Part of the reason is found in the first part of this passage. I fear, no, I know, that far too often the error is that we think that we are “something” and therefore qualified to sit as judge and jury on others. When we do that, as this verse says, we deceive ourselves.

There are a few key words in this passage. “Let a man examine his own works.” My daily walk needs to begin with a self examination. For me at least that is a HUGE task. A friend reminded me of this recently when I was being critical of a methodology and terminology that was irritating me.

Keeping me right with the Lord is a full time job. I fear that sometimes the reason we are so slow to examine ourselves is that we might be afraid what we will find there.

Thursday, 22 May 2008

Burden sharing

Bear one another's burdens, and so fulfil the law of Christ. - Galatians 6v2

For each one shall bear his own load. - Galatians 6v5

I am really glad that the NKJV translators made this slight change of word choice. Contextually, it is clear that the KJV translator’s choice to use “burden” in both verses is acceptable, but since there are two different Greek words, using two different English words makes sense as well.

Paul has changed gears slightly here. He has moved on from dealing with the legalizers to begin teaching on grace living. Chapter 6 is a series of instructions on how we take the lessons learned and apply them to daily living.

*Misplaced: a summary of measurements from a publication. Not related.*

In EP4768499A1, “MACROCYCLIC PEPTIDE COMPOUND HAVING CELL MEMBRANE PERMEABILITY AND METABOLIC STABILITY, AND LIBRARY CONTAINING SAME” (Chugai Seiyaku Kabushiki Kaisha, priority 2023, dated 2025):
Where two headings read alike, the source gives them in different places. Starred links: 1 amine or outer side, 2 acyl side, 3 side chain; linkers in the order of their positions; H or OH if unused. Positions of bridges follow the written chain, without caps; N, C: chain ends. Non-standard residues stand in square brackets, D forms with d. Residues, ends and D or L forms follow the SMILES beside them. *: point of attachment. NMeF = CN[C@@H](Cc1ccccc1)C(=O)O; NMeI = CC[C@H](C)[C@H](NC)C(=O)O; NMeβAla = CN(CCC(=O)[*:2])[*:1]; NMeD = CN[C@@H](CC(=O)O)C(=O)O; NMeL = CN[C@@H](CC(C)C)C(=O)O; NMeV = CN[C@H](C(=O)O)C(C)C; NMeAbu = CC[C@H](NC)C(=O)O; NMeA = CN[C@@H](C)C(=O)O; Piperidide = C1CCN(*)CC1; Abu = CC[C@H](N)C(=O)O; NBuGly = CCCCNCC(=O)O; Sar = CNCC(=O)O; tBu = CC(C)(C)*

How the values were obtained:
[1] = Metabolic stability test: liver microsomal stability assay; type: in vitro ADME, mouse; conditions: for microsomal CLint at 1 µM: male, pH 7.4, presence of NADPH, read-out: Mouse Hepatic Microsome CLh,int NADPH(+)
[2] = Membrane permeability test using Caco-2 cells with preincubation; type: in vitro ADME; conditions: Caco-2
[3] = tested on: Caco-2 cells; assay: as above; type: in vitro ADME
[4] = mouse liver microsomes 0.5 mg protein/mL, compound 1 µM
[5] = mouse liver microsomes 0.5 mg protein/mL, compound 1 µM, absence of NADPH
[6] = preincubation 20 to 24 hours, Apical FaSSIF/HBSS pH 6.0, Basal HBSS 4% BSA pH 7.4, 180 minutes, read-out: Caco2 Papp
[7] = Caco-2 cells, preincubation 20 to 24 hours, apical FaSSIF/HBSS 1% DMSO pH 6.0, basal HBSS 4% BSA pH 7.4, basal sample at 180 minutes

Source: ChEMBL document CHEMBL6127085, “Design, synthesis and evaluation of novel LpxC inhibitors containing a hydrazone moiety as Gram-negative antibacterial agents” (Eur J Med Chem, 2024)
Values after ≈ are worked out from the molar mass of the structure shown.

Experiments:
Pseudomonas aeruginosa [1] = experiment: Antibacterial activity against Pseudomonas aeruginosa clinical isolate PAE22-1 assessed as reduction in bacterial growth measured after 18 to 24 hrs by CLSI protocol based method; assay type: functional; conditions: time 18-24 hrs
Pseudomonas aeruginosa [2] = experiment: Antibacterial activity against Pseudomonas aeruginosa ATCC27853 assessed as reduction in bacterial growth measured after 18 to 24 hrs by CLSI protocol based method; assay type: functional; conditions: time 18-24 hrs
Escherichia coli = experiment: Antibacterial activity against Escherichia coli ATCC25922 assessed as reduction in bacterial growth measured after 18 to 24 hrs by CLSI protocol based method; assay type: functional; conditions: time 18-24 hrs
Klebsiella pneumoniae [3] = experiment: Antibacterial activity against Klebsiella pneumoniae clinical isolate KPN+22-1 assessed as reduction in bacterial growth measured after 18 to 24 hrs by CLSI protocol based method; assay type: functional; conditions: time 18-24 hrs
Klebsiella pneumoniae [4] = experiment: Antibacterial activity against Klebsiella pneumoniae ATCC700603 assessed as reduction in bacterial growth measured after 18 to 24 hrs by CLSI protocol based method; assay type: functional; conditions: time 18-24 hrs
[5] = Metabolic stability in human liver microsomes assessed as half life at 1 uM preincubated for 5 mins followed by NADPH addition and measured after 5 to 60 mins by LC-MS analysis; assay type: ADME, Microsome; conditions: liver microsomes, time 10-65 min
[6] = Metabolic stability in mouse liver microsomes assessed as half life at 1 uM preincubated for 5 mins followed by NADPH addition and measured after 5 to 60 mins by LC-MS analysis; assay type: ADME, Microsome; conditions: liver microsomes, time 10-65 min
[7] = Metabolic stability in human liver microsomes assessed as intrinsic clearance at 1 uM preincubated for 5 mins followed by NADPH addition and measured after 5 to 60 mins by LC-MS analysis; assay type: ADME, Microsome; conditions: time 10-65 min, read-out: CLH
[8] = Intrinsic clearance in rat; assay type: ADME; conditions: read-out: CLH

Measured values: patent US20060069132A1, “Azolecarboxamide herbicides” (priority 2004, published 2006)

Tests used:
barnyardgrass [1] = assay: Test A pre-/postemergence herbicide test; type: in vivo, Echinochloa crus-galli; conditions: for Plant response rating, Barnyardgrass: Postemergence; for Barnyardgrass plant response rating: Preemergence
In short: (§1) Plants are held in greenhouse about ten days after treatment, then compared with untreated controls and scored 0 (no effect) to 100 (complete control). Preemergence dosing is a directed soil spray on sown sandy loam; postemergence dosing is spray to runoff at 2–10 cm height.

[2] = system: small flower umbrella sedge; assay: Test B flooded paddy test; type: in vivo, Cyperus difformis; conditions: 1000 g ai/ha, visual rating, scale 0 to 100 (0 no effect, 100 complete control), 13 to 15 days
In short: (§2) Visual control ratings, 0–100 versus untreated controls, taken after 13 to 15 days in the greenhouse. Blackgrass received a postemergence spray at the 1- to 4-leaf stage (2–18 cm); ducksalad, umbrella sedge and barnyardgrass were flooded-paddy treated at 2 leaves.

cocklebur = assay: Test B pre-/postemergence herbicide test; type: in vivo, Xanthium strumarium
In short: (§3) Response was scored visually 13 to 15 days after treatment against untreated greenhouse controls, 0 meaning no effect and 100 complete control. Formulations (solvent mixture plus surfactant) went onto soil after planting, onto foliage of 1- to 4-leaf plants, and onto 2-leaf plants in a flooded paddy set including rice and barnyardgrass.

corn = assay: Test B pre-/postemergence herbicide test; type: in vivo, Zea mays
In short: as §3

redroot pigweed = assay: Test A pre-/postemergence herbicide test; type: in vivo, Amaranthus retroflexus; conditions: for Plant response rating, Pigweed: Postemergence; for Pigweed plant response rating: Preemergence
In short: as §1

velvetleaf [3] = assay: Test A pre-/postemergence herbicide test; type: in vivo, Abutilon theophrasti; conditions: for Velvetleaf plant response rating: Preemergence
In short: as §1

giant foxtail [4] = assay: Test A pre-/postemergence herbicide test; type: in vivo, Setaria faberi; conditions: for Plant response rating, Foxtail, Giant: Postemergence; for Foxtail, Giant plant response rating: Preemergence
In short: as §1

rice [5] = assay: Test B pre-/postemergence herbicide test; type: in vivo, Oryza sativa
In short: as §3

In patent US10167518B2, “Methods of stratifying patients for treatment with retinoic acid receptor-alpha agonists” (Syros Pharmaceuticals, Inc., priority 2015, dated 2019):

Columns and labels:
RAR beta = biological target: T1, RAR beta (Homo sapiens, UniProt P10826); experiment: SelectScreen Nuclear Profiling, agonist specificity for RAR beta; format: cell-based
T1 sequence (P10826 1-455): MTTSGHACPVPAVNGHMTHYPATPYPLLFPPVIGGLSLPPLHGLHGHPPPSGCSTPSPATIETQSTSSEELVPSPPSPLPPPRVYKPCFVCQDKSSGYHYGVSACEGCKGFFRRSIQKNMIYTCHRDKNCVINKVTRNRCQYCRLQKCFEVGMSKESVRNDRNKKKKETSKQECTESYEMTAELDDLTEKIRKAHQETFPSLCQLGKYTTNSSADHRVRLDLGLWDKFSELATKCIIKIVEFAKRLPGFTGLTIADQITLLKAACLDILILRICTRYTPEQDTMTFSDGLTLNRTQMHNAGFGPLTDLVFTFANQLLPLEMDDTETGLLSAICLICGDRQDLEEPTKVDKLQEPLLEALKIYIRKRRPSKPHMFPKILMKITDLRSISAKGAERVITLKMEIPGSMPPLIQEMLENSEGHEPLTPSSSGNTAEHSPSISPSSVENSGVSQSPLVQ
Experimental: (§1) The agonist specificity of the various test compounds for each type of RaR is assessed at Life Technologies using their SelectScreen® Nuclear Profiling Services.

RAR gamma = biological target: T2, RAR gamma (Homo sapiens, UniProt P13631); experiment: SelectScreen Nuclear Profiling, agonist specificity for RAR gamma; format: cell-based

In these two verses we have some practical suggestions. In verse 6 the word translated “load” is talking about regular tasks or services. All of us have to do our own stuff. We have to deal with the every day issues. I don’t presume to know Greek by any means, but the lexicon says that this word is derived from a word meaning “invoice.” Maybe we can say that verse 6 describes the fact that we all have to “pay our daily bills” as we go through life. We are responsible for the everyday stuff that we encounter.

Now let’s look back to verse 2. “Bear on another’s burdens, and so fulfil the law of Christ.” These are the burdens that press us down. These are the heavy loads that we encounter. In the attempt at an analogy above, these are those unexpected “bills” that come along that we are not ready for. These are the pressures that are just too much to bear alone. When these times come, we of course should, “take it to the Lord in prayer,” but at the same time we need others to jump in and help shoulder the load.

In other words, we just need to deal with the daily loads and allow others to do the same. However, when the load gets heavy and we are feeling pressed down we need to share the load with others. When someone comes to us with a load like that, we fulfil the love of Christ by jumping under the load with them and shouldering the burden.